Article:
The question of the original destination of Posidippus’ epigrams is one of the central questions treated in Emanuele Lelli’s paper (“Posidippo e Callimaco”). This contribution, the longest is the volume, considers the relationship of Posidippus and his famous contemporary, and is rich and provocative, deeply learned and carefully argued, though some of its specific arguments are likely to arouse skepticism. Lelli’s approach is to try not only to contrast Callimachus, a poet working with many genres, and the epigram-specialist Posidippus at the level of their use of language and treatment of theme, but also to construct a broader picture of the specific sphere in which they operated by examining the individuals they treat in their poems, and thus, by implication, the men and women who might be imagined to have commissioned them. In Lelli’s view, this evidence generally reveals Callimachus to be a poet writing for, and of, a narrower circle of Alexandrian elite, whereas Posidippus’ epigrams show the mark of a professional epigrammatist working for a broader ranger of clientele. It is of course notoriously difficult to know whether any particular epigram was intended for inscription or was intended instead as a literary exercise. Lelli rightly notes that some of Posidippus’ poems seem to have been composed on commission, and this leads him generally to assume that poems like the funerary epigrams were intended to serve a pragmatic function. To some degree, this is reasonable, but there is also a certain degree of circularity involved. Poems that seem to have no possible practical function, like the erotic poems preserved in the Anthology via Meleager’s Garland, are speculatively assigned to a hypothetical “Samian” period in which Posidippus was under the influence of his friend Asclepiades, as is the shadowy poem know as the Aesopeia, Aethiopia, or Asopia. In my view, Lelli sometimes goes too far in supposing that a particular epigram or group of epigrams was composed on commission for actual inscription or for some other pragmatic purpose. Some undoubtedly were, but, to offer one example, many will be troubled, given the manifestly programmatic concerns of the poems describing statues, by Lelli’s claim that “with all probability” they were composed to accompany actual works of art.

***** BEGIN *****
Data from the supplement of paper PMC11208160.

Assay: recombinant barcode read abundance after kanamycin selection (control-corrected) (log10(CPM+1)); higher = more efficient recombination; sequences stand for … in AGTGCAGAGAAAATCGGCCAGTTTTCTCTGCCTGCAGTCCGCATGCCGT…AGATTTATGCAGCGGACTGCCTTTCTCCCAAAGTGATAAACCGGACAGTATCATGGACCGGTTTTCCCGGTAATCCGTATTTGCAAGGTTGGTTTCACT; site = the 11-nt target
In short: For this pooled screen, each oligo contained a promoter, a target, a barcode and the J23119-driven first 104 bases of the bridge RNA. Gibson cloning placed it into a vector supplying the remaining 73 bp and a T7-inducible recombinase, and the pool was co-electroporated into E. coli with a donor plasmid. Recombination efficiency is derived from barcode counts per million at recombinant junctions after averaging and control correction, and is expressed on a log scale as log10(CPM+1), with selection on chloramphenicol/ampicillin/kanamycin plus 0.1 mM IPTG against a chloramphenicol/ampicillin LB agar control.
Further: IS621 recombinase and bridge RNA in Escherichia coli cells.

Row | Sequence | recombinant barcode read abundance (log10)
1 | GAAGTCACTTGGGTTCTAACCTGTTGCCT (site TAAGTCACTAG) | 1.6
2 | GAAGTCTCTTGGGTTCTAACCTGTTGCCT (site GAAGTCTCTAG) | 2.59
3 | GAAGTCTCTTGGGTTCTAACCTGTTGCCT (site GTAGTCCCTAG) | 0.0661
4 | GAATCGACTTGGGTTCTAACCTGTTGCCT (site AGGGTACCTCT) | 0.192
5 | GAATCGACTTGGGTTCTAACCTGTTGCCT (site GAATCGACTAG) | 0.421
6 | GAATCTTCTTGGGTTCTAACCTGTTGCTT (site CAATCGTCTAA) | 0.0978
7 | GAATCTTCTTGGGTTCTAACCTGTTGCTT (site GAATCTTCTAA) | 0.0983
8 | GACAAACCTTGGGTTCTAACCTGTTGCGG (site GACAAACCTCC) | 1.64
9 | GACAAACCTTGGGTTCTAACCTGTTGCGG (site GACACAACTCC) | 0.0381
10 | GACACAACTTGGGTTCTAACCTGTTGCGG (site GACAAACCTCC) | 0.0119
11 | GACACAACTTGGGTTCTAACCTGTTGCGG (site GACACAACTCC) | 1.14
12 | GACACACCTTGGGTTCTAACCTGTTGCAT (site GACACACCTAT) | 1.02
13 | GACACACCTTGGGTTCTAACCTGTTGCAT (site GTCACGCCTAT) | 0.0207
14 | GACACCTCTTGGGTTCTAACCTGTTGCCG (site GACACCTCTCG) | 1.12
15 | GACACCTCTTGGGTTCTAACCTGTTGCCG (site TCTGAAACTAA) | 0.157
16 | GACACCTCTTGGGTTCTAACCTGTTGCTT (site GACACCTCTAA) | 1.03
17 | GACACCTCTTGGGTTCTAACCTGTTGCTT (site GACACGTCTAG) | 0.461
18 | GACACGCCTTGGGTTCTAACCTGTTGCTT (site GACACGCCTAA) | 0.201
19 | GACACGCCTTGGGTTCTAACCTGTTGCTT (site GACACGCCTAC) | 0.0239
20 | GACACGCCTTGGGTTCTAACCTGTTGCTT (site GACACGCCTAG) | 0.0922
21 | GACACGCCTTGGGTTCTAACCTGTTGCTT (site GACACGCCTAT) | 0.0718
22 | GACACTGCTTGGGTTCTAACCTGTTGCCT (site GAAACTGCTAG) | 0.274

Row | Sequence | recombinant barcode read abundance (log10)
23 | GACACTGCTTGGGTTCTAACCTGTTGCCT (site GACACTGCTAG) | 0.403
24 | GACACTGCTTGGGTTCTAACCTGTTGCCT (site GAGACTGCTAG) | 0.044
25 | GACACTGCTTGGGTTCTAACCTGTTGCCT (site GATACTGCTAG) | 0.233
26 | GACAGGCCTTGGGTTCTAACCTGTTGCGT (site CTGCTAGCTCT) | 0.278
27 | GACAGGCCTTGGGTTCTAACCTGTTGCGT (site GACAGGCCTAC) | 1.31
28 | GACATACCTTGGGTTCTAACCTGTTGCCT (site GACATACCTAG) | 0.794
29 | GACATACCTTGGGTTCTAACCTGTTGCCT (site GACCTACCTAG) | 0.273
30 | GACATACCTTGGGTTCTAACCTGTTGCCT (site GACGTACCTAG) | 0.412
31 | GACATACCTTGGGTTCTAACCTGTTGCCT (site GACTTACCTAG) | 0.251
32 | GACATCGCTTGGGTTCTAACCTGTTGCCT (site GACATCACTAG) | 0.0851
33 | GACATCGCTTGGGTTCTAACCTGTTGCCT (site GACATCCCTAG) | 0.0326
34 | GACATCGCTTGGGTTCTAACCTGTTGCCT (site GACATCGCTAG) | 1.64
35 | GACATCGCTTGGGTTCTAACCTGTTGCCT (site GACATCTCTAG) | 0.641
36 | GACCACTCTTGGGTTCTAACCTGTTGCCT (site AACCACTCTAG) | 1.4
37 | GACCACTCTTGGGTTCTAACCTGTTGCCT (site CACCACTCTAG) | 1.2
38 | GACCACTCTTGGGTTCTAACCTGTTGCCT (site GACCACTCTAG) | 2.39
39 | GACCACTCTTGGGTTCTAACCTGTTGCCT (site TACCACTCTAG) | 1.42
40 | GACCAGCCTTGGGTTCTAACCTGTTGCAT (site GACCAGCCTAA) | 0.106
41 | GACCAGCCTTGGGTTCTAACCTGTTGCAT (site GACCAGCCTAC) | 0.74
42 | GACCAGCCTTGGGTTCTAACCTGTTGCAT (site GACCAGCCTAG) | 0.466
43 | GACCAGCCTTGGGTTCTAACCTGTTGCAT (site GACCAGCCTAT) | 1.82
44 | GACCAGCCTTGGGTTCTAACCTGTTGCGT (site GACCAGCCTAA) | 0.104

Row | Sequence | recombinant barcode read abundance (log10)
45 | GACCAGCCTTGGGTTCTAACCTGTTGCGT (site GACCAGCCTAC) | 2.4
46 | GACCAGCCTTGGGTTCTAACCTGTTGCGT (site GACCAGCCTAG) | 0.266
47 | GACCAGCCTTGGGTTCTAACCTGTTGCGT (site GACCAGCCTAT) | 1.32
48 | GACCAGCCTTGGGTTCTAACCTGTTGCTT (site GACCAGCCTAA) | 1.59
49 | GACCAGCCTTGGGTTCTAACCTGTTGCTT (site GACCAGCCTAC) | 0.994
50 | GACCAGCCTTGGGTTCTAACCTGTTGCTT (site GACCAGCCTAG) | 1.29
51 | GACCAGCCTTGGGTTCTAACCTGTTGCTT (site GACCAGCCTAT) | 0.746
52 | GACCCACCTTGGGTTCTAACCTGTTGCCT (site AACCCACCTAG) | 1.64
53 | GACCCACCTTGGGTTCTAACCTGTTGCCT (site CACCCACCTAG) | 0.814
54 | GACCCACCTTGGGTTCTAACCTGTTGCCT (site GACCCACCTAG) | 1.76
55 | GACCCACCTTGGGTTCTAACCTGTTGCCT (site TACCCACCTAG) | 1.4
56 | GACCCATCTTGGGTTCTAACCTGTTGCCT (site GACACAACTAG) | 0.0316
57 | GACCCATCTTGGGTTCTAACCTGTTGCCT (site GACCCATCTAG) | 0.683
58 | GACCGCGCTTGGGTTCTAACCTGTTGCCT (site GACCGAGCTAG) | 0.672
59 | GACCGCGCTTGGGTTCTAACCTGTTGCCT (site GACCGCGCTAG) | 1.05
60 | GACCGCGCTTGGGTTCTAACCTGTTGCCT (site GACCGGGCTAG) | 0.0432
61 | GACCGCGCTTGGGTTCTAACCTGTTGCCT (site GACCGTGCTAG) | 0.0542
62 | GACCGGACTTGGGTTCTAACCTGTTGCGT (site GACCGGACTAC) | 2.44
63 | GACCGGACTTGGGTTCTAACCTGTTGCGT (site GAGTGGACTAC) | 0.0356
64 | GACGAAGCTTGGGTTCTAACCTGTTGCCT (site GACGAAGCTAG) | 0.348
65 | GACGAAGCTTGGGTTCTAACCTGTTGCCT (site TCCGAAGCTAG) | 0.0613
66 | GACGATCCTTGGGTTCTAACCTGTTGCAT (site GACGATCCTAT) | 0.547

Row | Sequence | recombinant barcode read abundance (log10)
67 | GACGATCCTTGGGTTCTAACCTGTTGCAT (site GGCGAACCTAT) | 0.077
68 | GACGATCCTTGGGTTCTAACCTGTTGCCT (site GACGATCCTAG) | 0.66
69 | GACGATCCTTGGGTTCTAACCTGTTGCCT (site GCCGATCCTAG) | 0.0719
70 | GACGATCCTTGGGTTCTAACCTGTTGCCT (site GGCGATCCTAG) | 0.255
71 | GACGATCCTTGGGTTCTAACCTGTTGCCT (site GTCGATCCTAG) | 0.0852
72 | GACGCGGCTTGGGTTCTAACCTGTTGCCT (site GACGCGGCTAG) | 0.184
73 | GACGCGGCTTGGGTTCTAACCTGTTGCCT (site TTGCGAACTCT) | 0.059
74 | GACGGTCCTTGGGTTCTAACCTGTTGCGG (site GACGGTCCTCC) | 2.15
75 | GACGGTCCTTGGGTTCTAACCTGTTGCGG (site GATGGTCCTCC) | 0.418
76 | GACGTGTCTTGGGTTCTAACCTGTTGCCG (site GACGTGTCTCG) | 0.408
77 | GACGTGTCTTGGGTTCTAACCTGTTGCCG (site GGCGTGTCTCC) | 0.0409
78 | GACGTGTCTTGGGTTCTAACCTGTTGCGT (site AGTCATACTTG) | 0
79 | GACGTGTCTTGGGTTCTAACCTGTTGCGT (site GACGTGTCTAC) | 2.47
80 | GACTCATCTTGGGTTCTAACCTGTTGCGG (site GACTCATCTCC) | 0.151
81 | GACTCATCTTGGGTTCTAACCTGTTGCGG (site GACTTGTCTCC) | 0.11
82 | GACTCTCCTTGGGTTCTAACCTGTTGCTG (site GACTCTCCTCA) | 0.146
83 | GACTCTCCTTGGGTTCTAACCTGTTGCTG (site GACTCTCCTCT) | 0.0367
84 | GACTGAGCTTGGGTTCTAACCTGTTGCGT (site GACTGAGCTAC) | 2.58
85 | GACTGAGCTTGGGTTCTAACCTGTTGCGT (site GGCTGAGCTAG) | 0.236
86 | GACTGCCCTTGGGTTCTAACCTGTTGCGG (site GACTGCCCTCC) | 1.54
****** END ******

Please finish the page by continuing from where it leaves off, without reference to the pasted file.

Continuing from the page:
Valentina Raimondi’s paper (